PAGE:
Many people have heard of vegetarians – a lifestyle in which people do not eat meat, fish, or poultry. The vegan lifestyle, however, is a newer trend on the rise.
A vegan is a person who is a vegetarian, but in addition does not use or consume other animal products or by-products including eggs, dairy products, or leather. Health, environmental, or ethical reasons cause people to be vegan (1). This lifestyle is seen as promoting a more conscientious and natural world.
Vegans have more restrictive diets, so the key to a nutritionally sound diet is variety. They should incorporate fruits, vegetables, greens, whole grain products, nuts, and seeds because these foods contain essential nutrients and vitamins.
Protein is one nutrient that can be more difficult to incorporate into a vegan’s diet because of the avoidance of meat and poultry. Poultry is a primary source of protein for the average American, so vegans must be creative in finding other protein sources. Vegans often eat tofu, lentils, peanut butter, and nuts to ensure adequate protein intake.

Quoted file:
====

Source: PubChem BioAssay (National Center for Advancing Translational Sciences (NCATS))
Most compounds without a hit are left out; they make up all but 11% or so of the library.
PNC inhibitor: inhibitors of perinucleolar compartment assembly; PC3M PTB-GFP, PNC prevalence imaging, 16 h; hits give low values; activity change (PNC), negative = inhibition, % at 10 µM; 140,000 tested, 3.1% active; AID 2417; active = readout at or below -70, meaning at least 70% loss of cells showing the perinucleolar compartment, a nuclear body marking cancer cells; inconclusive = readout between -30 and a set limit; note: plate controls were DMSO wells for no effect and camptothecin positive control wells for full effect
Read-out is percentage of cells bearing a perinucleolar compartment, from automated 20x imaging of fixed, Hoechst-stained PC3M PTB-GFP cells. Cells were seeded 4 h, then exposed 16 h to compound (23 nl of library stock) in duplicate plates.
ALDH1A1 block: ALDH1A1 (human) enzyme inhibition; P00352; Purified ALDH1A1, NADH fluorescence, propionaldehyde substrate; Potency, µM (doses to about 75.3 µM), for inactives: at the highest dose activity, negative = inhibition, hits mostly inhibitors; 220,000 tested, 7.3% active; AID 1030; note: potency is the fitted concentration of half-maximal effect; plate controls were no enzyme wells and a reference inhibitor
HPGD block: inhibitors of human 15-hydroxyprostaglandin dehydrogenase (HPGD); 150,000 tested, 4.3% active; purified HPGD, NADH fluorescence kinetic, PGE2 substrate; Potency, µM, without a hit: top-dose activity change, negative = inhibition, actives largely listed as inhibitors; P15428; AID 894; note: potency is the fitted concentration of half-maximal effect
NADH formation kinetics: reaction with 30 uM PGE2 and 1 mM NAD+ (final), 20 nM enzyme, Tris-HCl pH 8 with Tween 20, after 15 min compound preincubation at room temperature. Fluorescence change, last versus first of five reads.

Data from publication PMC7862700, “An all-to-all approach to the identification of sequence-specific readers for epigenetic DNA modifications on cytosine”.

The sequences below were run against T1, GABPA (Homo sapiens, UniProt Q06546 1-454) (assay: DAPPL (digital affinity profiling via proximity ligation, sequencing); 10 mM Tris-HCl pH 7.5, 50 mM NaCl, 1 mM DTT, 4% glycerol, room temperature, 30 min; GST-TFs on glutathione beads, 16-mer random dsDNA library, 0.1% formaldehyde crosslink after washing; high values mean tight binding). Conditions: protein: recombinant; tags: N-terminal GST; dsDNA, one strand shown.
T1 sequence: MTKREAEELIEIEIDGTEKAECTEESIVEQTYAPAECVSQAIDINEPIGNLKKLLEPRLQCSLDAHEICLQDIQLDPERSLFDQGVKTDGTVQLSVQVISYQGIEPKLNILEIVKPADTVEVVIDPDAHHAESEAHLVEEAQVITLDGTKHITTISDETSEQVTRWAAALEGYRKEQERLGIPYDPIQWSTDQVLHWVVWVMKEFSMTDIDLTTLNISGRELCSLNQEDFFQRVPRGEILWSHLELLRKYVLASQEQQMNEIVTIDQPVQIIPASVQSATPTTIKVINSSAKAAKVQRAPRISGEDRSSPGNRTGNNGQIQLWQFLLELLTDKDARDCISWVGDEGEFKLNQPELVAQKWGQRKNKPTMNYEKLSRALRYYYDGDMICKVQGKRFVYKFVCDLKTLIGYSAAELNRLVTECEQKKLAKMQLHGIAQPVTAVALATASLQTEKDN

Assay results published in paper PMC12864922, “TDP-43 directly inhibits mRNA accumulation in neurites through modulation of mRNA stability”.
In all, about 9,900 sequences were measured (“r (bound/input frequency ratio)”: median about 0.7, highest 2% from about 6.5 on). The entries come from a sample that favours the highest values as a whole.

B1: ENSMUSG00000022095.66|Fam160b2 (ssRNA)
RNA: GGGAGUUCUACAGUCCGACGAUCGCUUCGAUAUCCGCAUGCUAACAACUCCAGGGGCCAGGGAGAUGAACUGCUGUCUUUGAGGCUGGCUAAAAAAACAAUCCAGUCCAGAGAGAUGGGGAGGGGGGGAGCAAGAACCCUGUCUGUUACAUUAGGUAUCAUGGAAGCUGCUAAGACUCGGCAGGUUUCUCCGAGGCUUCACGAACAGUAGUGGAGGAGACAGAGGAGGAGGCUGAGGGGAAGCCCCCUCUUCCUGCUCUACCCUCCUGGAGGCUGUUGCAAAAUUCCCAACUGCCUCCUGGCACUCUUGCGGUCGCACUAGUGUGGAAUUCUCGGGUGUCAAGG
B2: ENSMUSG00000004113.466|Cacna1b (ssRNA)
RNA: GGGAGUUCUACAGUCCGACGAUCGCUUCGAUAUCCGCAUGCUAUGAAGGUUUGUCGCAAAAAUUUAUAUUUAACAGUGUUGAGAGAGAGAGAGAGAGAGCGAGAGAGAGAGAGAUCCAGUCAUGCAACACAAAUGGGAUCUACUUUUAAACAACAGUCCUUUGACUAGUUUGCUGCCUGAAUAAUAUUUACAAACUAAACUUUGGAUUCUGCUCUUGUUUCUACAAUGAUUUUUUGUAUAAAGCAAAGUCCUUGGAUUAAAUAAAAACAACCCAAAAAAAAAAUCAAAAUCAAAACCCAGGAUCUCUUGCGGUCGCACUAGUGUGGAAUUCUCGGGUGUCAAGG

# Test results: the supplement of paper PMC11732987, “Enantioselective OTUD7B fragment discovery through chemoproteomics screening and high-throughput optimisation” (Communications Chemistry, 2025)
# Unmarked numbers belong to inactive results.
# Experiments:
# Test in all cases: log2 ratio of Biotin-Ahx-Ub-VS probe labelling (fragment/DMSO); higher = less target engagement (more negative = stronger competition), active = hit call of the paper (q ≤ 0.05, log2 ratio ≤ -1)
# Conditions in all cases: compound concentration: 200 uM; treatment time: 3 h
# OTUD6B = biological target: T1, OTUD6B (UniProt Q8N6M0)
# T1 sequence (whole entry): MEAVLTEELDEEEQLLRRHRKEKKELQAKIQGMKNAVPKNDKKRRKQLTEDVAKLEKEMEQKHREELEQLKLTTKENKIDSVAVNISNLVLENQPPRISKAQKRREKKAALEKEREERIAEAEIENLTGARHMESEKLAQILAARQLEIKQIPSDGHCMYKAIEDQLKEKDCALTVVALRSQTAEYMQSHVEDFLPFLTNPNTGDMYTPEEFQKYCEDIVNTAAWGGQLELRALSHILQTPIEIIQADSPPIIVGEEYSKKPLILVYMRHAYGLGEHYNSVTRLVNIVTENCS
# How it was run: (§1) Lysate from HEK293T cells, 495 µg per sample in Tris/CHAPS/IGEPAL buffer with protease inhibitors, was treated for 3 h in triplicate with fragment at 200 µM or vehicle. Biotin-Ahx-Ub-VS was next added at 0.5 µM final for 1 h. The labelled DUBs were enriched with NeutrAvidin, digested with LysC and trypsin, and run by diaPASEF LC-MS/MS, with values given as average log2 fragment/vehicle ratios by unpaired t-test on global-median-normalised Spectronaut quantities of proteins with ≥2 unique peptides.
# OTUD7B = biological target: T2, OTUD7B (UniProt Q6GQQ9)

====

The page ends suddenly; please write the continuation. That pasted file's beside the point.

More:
Calcium is another nutrient of which vegans must be especially mindful. With the elimination of dairy products from their diets, calcium is more difficult to obtain. Since calcium is essential for strong bones, vegans must pay attention to their calcium intake.
Dark green vegetables, and calcium-fortified soy milk and juices are sources of calcium for vegans. If vegans are concerned they are not consuming enough calcium from foods, a supplement can be incorporated.
When going out to eat at restaurants, vegans may have trouble finding a vegan dish on the menu. The vegan diet is relatively new and still uncommon, so many restaurants have yet to accommodate these diners.
Despite the various drawbacks of the vegan diet, there are also many benefits. The foods such as vegetables and seeds that vegans consume have large amounts of vitamins, minerals, and antioxidants without added calories, salt, and fats. This has been linked to a longer life span and reduced risk of cancer and heart disease.
These nutrients improve physical health, but there are environmental benefits. Eating plants instead of animals is a more efficient use of land and water and produces less pollution. Consuming less meat means fewer industrial farms and fewer mistreated animals.
Written by: Katie Corrigan
Photo License: Creative Commons